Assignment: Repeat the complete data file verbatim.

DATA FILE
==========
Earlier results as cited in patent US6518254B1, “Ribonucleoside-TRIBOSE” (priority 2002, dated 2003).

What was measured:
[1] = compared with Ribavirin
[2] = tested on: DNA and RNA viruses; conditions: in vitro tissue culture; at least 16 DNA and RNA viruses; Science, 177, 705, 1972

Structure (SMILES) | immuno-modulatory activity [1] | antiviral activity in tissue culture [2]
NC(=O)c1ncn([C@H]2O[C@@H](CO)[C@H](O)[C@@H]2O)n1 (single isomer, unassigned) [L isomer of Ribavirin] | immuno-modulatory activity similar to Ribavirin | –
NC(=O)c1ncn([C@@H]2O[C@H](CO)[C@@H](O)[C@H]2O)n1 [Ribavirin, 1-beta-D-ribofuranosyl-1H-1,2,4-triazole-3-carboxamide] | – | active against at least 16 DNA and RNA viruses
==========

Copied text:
Earlier results as cited in patent US6518254B1, “Ribonucleoside-TRIBOSE” (priority 2002, dated 2003).

What was measured:
[1] = compared with Ribavirin
[2] = tested on: DNA and RNA viruses; conditions: in vitro tissue culture; at least 16 DNA and RNA viruses; Science, 177, 705, 1972

Structure (SMILES) | immuno-modulatory activity [1] | antiviral activity in tissue culture [2]
NC(=O)c1ncn([C@H]2O[C@@H](CO)[C@H](O)[C@@H]2O)n1 (single isomer, unassigned) [L isomer of Ribavirin] | immuno-modulatory activity similar to Ribavirin | –
NC(=O)c1ncn([C@@H]2O[C@H](CO)[C@@H](O)[C@H]2O)n1 [Ribavirin, 1-beta-D-ribofuranosyl-1H-1,2,4-triazole-3-carboxamide] | – | active against at least 16 DNA and RNA viruses